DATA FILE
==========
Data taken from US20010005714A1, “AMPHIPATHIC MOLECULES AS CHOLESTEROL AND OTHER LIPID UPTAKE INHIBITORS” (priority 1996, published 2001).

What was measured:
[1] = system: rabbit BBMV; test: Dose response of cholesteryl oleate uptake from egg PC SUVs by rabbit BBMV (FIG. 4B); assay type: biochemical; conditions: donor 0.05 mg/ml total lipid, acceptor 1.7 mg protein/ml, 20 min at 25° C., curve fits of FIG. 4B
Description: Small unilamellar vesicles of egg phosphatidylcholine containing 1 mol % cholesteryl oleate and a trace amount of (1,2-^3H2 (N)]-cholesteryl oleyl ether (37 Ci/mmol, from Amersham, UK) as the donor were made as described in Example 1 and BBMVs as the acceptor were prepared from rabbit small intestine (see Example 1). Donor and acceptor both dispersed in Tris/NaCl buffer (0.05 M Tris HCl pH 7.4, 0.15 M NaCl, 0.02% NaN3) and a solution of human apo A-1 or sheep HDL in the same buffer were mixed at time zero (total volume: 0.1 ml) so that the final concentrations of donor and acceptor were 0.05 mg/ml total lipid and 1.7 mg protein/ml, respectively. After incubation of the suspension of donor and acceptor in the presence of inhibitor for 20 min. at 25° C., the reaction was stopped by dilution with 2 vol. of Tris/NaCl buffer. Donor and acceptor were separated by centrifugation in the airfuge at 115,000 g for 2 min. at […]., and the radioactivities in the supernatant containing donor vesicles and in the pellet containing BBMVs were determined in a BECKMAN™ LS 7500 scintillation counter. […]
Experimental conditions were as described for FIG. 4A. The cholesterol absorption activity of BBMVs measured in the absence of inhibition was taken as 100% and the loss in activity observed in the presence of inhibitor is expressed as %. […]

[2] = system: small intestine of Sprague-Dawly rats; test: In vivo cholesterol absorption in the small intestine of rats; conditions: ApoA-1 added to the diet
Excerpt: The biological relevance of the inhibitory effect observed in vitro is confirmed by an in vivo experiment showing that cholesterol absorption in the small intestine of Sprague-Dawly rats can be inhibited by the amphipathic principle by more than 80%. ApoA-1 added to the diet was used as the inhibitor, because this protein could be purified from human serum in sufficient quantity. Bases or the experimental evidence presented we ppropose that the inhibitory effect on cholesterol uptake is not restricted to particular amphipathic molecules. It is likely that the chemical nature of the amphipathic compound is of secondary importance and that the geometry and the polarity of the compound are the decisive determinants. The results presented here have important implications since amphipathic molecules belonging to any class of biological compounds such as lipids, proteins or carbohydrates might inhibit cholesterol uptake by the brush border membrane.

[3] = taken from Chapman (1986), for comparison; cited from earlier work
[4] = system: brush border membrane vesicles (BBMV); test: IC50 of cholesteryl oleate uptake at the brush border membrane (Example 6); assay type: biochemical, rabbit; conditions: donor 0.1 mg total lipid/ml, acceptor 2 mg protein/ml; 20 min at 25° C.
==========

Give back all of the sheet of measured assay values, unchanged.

Data taken from US20010005714A1, “AMPHIPATHIC MOLECULES AS CHOLESTEROL AND OTHER LIPID UPTAKE INHIBITORS” (priority 1996, published 2001).

What was measured:
[1] = system: rabbit BBMV; test: Dose response of cholesteryl oleate uptake from egg PC SUVs by rabbit BBMV (FIG. 4B); assay type: biochemical; conditions: donor 0.05 mg/ml total lipid, acceptor 1.7 mg protein/ml, 20 min at 25° C., curve fits of FIG. 4B
Description: Small unilamellar vesicles of egg phosphatidylcholine containing 1 mol % cholesteryl oleate and a trace amount of (1,2-^3H2 (N)]-cholesteryl oleyl ether (37 Ci/mmol, from Amersham, UK) as the donor were made as described in Example 1 and BBMVs as the acceptor were prepared from rabbit small intestine (see Example 1). Donor and acceptor both dispersed in Tris/NaCl buffer (0.05 M Tris HCl pH 7.4, 0.15 M NaCl, 0.02% NaN3) and a solution of human apo A-1 or sheep HDL in the same buffer were mixed at time zero (total volume: 0.1 ml) so that the final concentrations of donor and acceptor were 0.05 mg/ml total lipid and 1.7 mg protein/ml, respectively. After incubation of the suspension of donor and acceptor in the presence of inhibitor for 20 min. at 25° C., the reaction was stopped by dilution with 2 vol. of Tris/NaCl buffer. Donor and acceptor were separated by centrifugation in the airfuge at 115,000 g for 2 min. at […]., and the radioactivities in the supernatant containing donor vesicles and in the pellet containing BBMVs were determined in a BECKMAN™ LS 7500 scintillation counter. […]
Experimental conditions were as described for FIG. 4A. The cholesterol absorption activity of BBMVs measured in the absence of inhibition was taken as 100% and the loss in activity observed in the presence of inhibitor is expressed as %. […]

[2] = system: small intestine of Sprague-Dawly rats; test: In vivo cholesterol absorption in the small intestine of rats; conditions: ApoA-1 added to the diet
Excerpt: The biological relevance of the inhibitory effect observed in vitro is confirmed by an in vivo experiment showing that cholesterol absorption in the small intestine of Sprague-Dawly rats can be inhibited by the amphipathic principle by more than 80%. ApoA-1 added to the diet was used as the inhibitor, because this protein could be purified from human serum in sufficient quantity. Bases or the experimental evidence presented we ppropose that the inhibitory effect on cholesterol uptake is not restricted to particular amphipathic molecules. It is likely that the chemical nature of the amphipathic compound is of secondary importance and that the geometry and the polarity of the compound are the decisive determinants. The results presented here have important implications since amphipathic molecules belonging to any class of biological compounds such as lipids, proteins or carbohydrates might inhibit cholesterol uptake by the brush border membrane.

[3] = taken from Chapman (1986), for comparison; cited from earlier work
[4] = system: brush border membrane vesicles (BBMV); test: IC50 of cholesteryl oleate uptake at the brush border membrane (Example 6); assay type: biochemical, rabbit; conditions: donor 0.1 mg total lipid/ml, acceptor 2 mg protein/ml; 20 min at 25° C.